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  • 1 month later...

I just watched a Teachers' TV video about the concept of communication-friendly spaces, which is something I haven't really encountered before. It's left me feeling inspired and looking forward to getting into my classroom! I've always assumed that bold, bright colours and lots of whizzy displays should be part and parcel of a standard early years environment, but the CFS idea makes a lot of sense. It encourages educators to make their environments calm and welcoming, and to display children's work prominently without any visual distractions. The video showed a few different classrooms (some of which were very colourful and busy, and others which were simpler and more neutral), and I personally think the rooms inspired by CFS seemed more inviting. I can see why children might find it easier to focus on what they're doing and be more inclined to communicate with their peers in an environment which is less distracting.

 

However, it goes without saying that what works for some children won't necessarily work for them all! Surely it's a case of seeing what works best in different contexts.

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I went on the CFS website following advice from another thread. Trimdon nursery are linked on the site. If you google you'll find their website has wonderful pictures on - FABULOUS!!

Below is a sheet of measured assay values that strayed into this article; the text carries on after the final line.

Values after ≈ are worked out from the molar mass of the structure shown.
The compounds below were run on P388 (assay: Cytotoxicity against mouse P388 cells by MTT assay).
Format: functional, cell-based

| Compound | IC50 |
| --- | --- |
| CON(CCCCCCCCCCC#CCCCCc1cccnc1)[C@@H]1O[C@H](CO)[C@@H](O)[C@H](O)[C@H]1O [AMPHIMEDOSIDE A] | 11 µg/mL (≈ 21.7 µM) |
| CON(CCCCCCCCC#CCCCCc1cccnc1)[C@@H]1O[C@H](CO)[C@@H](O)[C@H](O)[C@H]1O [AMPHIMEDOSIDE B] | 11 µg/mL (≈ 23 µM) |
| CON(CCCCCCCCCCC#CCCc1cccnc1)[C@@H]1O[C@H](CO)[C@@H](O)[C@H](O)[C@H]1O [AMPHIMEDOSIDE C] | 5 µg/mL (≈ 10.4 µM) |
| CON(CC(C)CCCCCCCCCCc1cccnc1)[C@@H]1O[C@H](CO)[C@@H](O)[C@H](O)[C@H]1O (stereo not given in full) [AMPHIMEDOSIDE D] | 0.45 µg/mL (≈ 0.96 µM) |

Just googled and found them, they look so lovely!

 

How much 'stuff' do you have out? We have a lot of our resources available for children to access, but find it just seems to be one big mess, the home corner is trashed, with lots of baby dolls in a heap - how many would you have out? Perhaps when we go back its time to operate 'less is more' and literally set it up like a home to see if they respect it more....

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I visited a school that used the Elizabeth Jarman friendly spaces idea (have heard her speak and she is very good)

 

the thought process went from nursery through to year 6

 

cream walls , display boards of navy blue with cream border and where possible child height

art work displayed straightnot angled, simple uncluttered rooms

real objects displayed and varied according to what each year was studying

role play area in every room, home croner for nursery, reception and year 1 to roman villa in year 6

 

the rooms were peaceful, transition for the children fantastic as each room was similar

 

even the staff room was cream and blue

 

it was a lovely environment back in my packaway we copied the blue and cream on display and notice boards, the display's really stand out we have lots of cosy areas using muslin curtains and cushions and we put less resources out

 

works for us

 

 

we also use leuvern scales to help indentify areas that need improvement or just being left as they are

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well being and involvement is an excellent way of 'looking' at the childrens levels, we use it all the time

and as i said it is also really useful at looking at levels of well being in the areas within the setting